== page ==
The opinion of the court was delivered by: CARTER
Both plaintiffs in these consolidated actions, Bellefonte Re Insurance Company ("Bellefonte") and Universal Reinsurance Company ("Universal"), contracted separately to reinsure defendant, Argonaut Insurance Company ("Argonaut"), on business generated by one of defendant's managing general agents, Resources Facilities, Inc. ("RFI"). Subsequently, the parties became embroiled in a controversy over the validity of the reinsurance contracts and over plaintiffs' liability to defendant under those contracts. These disputes were settled by written agreements,
both of which contained substantially identical mutual covenants not to sue. The parties promised not to commence any litigation on claims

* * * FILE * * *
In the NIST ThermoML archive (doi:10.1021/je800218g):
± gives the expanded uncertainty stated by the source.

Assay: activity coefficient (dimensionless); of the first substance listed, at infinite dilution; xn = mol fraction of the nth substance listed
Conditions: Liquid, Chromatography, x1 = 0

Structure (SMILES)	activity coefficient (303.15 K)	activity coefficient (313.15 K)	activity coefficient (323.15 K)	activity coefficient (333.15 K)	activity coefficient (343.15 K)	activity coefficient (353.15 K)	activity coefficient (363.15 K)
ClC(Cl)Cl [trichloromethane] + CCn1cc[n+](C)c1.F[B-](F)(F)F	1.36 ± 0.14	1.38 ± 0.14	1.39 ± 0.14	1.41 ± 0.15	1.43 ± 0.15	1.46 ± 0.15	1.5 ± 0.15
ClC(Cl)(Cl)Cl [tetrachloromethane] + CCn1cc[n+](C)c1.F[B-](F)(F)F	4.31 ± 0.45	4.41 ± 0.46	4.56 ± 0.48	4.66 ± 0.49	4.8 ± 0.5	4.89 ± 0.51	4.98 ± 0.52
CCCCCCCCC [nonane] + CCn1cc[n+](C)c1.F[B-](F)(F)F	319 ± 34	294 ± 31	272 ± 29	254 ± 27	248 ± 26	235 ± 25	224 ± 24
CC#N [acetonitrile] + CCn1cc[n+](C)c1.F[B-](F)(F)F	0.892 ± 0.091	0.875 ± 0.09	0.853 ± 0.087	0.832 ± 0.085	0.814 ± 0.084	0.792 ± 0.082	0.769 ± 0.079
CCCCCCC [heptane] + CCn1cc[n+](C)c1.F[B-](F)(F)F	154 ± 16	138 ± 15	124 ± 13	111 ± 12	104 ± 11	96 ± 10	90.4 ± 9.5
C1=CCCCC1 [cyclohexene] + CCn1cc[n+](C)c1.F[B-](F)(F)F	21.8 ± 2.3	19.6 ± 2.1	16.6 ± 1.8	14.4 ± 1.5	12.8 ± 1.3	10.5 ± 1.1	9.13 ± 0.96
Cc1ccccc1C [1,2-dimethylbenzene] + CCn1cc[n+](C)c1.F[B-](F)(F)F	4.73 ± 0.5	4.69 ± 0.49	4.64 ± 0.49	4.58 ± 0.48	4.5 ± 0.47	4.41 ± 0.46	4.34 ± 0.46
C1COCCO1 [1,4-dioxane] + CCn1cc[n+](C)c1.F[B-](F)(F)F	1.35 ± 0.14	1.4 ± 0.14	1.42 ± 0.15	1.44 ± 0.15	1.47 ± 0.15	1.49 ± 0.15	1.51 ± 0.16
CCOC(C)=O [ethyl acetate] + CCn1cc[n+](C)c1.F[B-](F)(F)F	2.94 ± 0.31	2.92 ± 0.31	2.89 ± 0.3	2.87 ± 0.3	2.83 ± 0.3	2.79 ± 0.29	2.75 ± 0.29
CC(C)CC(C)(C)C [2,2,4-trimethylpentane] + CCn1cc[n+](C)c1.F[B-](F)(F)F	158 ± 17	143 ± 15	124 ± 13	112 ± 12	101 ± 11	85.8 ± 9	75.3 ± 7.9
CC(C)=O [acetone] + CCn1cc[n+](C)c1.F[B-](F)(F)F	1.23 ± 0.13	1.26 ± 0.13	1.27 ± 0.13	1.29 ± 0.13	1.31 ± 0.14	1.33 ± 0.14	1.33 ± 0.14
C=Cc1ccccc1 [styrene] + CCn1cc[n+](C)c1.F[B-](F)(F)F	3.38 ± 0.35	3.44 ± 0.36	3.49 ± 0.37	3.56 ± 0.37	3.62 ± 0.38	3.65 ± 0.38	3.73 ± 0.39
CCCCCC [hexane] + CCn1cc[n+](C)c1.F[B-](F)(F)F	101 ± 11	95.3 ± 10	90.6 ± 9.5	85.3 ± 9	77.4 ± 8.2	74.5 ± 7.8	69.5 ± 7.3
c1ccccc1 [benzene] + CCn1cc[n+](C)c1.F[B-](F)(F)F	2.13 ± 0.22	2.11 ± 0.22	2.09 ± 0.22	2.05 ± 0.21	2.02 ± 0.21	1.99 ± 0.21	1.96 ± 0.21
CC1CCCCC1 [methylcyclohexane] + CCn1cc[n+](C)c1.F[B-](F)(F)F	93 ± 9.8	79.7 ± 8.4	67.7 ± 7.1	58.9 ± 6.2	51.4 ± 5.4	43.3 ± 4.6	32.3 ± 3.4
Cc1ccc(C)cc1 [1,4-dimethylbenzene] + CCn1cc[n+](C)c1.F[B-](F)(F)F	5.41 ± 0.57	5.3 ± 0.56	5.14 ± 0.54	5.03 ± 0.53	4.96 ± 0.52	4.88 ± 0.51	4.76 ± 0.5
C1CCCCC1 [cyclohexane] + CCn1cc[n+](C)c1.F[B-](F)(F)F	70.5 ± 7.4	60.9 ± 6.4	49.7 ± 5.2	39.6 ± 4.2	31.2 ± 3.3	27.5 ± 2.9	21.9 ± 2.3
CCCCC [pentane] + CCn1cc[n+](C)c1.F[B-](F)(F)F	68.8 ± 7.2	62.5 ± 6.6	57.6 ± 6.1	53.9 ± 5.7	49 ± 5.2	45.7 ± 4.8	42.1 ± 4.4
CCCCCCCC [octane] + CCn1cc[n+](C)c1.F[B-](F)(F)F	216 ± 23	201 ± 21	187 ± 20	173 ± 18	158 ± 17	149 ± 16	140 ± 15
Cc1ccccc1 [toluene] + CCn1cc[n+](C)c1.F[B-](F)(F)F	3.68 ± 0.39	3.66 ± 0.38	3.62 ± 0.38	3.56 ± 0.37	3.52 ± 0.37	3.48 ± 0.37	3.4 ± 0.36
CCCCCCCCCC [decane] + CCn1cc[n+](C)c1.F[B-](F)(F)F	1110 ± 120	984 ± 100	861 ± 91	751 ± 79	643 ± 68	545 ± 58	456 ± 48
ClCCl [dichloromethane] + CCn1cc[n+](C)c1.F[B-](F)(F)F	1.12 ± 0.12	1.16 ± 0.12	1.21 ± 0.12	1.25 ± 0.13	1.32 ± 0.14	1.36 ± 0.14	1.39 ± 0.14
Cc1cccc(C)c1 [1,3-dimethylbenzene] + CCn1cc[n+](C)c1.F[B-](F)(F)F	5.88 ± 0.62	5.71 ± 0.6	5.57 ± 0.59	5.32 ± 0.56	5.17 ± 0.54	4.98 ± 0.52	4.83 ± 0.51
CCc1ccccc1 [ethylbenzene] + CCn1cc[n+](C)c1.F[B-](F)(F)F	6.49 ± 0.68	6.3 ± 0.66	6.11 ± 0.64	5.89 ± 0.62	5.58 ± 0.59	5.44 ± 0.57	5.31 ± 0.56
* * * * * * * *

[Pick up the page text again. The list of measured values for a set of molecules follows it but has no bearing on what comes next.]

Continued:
arising from or relating to any act, omission to act or transaction which occurred prior to the execution of this Agreement in connection with any and all matters arising out of the dispute regarding the . . . contracts of reinsurance.
Nevertheless, five years after the Bellefonte-Argonaut settlement and six years after the Universal-Argonaut settlement, plaintiffs brought suit to rescind the reinsurance contracts ab initio on the ground that information material to the risks reinsured was not disclosed at the time the contracts were negotiated. Specifically, plaintiffs alleged that defendant had not informed them that Argonaut had employed RFI only after soliciting a letter from a third party that purported to indemnify Argonaut for any loss which resulted from the business generated by RFI. Plaintiffs also alleged that defendant had failed to disclose that Argonaut vice-president, Frank Rovere, recommended that Argonaut not contract with RFI because the honesty of RFI's president was suspect.